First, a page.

Wednesday, February 20, 2002


How did your band come together?

Myself (vocals and nagging) and Ed (beats, loops and samples) met at Leeds University whilst studying music, oom was meant to be a recording project as part of my degree but we really enjoyed the sounds we were making and so decided to make it live. We then moved to Brighton and after a year or so of gigging and growing in our sound, we advertised and recruited Alex (guitarist), who had been an oom fan.

Please introduce yourself and your associates, what qualities do you each bring to the band, musically and otherwise.

I am Debbie, I sing and write the lyrics and vocal melodies. I tend to lead things, get us gigs, make contacts and generally talk the band up, leaving Ed to create beautiful beats, loops and samples and to generally create the sound that is oom. Alex plays awesome guitar and works with Ed on writing riffs which fit in to our generally melancholic but overwhelming sound. We all bring our musical qualities to the band very separately by taking the basic structure of the song and working alone, and then bringing it back and seeing how it fits in with everyone else's contributions.

What inspires you, musically and lyrically?

We're all from rock backgrounds so our music is very much guided by what inspires us and by what we grew up with, but Ed is really into technology and weird old vinyl so he keeps us out of the rock mainstream by maintaining an electronic and experimental edge to the sound which ultimately defines what our sound is. We love bands like Radiohead, NIN, Massive Attack and artists like Bjork and Aphex Twin. Lyrically I do pretty much what everyone else does, I write and things which provoke a reaction in me, the lyrics are usually a bit dark, generally pretty obvious in their content, I love singing a word differently to make it sound like a new word or give it an entirely different meaning. Recently I have been much more excited about vocal textures and shapes rather than lyrics ...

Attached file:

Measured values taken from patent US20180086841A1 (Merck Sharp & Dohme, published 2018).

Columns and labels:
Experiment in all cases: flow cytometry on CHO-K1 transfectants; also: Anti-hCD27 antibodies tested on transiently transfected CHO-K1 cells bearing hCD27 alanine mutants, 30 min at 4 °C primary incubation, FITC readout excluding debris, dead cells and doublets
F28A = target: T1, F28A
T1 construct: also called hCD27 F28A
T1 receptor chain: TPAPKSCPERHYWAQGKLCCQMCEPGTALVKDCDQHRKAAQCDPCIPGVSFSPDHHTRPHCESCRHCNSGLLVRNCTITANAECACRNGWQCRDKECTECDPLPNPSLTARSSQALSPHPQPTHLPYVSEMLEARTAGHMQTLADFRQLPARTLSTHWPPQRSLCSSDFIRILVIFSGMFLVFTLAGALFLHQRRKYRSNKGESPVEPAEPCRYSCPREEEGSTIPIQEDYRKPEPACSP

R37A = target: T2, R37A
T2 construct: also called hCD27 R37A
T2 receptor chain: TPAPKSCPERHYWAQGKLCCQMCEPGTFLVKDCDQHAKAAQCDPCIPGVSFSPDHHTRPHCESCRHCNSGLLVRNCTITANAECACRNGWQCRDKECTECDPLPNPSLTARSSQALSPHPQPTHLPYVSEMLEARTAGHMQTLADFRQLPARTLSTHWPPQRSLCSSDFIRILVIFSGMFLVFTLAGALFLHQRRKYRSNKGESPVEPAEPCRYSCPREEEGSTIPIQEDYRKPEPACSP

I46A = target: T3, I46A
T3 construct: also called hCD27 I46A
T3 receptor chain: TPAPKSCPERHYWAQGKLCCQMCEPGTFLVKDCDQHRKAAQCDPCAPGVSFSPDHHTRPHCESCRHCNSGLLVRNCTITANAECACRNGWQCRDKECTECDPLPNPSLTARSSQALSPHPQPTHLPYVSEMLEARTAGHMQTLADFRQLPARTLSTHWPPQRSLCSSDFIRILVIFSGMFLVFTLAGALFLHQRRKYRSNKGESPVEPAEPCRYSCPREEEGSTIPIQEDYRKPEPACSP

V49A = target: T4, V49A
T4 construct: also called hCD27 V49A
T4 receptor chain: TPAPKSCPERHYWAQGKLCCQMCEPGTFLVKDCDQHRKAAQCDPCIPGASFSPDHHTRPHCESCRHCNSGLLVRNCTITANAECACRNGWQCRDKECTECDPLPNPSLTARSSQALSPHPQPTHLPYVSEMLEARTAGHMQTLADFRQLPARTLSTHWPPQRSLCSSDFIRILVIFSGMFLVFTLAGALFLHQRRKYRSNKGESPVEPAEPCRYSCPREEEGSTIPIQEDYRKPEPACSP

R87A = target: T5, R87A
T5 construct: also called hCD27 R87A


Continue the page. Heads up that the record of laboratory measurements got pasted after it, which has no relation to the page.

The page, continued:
On an oom curated festival bill, who else would play?

Bloody hell. Where to start. I would love to be on the bill with Radiohead, Massive Attack, NIN. We'd fit into that nicely.

What motivates you to record and gig?

It just feels right. Not doing it feels wrong. It's as basic as that.

If the musical world was ideal, it would...

Make it a lot easier for genuinely good music to be heard - the appreciation (or not) comes after.

Why should people buy the NYQUIST THEORY compilation?

Coz oom are on it! Because it's a fantastic musical adventure and experience, it'll be inspiring to musicians and ear candy for anyone who likes to listen to good and interesting music.

Suggest a publicity stunt to increase your profile in the UK.

Collecting together all of the mutant seagulls in Brighton and locking them in a large hall with a load of bird perverts.

What do you consider your best achievements in music?

Never feeling like it's not worth it.

What more would you like to achieve with your music?

More gigs, more wedge, more time.

If you weren't in a band just what would you do with your evenings?

Go and see other bands and be really gutted that I wasn't in one.

What are your future plans for gigs and recordings?

To keep on keeping on and get better and better and more exciting to ourselves and to others.

What, with regards the UK music scene, upsets you?

Erm. Not a lot actually, I'm not really a ranter so I think it's better to have all kinds of music rather than none at all. There's enough venues and enough other bands to do stuff with.

Please name your 6 discs for a Desert Island?

Pearl Jam - Ten
Radiohead - Kid A
Bjork - Vespertine
Massive Attack - Mezzanine
Jeff Buckley - Grace

3 Books for a desert island?

'How To Get Off A Desert Island' by A. Dreamer
'Things To Do If You Are Stuck On A Desert Island' by A. Loser
'How To Make Friends With Sand And Not Be Disappointed' by S. Uicidal

1 Luxury Item for a Desert Island?

A ferry.

Any other words of wisdom?


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